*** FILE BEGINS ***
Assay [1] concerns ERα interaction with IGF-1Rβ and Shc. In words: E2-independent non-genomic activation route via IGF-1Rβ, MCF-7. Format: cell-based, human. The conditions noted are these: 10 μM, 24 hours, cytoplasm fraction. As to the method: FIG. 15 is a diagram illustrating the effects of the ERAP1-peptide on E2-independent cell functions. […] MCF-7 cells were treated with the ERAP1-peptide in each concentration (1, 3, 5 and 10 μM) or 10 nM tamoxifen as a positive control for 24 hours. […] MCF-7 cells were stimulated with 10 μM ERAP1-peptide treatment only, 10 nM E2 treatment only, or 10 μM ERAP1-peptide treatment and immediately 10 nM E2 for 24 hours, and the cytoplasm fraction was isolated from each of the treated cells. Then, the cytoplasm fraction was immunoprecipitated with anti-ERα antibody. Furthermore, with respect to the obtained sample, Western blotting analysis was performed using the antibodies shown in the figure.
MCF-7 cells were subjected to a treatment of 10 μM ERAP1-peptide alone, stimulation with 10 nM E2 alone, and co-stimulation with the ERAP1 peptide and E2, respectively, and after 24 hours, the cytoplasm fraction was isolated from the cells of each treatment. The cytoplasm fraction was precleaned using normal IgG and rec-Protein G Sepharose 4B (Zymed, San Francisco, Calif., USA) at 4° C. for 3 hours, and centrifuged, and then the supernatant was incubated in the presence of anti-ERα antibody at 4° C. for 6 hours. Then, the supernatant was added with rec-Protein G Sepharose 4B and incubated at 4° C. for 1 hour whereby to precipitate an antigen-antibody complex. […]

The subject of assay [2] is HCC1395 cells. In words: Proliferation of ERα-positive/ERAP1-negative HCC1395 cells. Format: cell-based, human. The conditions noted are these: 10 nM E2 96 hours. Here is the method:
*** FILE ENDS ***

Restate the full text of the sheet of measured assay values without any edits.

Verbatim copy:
Assay [1] concerns ERα interaction with IGF-1Rβ and Shc. In words: E2-independent non-genomic activation route via IGF-1Rβ, MCF-7. Format: cell-based, human. The conditions noted are these: 10 μM, 24 hours, cytoplasm fraction. As to the method: FIG. 15 is a diagram illustrating the effects of the ERAP1-peptide on E2-independent cell functions. […] MCF-7 cells were treated with the ERAP1-peptide in each concentration (1, 3, 5 and 10 μM) or 10 nM tamoxifen as a positive control for 24 hours. […] MCF-7 cells were stimulated with 10 μM ERAP1-peptide treatment only, 10 nM E2 treatment only, or 10 μM ERAP1-peptide treatment and immediately 10 nM E2 for 24 hours, and the cytoplasm fraction was isolated from each of the treated cells. Then, the cytoplasm fraction was immunoprecipitated with anti-ERα antibody. Furthermore, with respect to the obtained sample, Western blotting analysis was performed using the antibodies shown in the figure.
MCF-7 cells were subjected to a treatment of 10 μM ERAP1-peptide alone, stimulation with 10 nM E2 alone, and co-stimulation with the ERAP1 peptide and E2, respectively, and after 24 hours, the cytoplasm fraction was isolated from the cells of each treatment. The cytoplasm fraction was precleaned using normal IgG and rec-Protein G Sepharose 4B (Zymed, San Francisco, Calif., USA) at 4° C. for 3 hours, and centrifuged, and then the supernatant was incubated in the presence of anti-ERα antibody at 4° C. for 6 hours. Then, the supernatant was added with rec-Protein G Sepharose 4B and incubated at 4° C. for 1 hour whereby to precipitate an antigen-antibody complex. […]

The subject of assay [2] is HCC1395 cells. In words: Proliferation of ERα-positive/ERAP1-negative HCC1395 cells. Format: cell-based, human. The conditions noted are these: 10 nM E2 96 hours. Here is the method: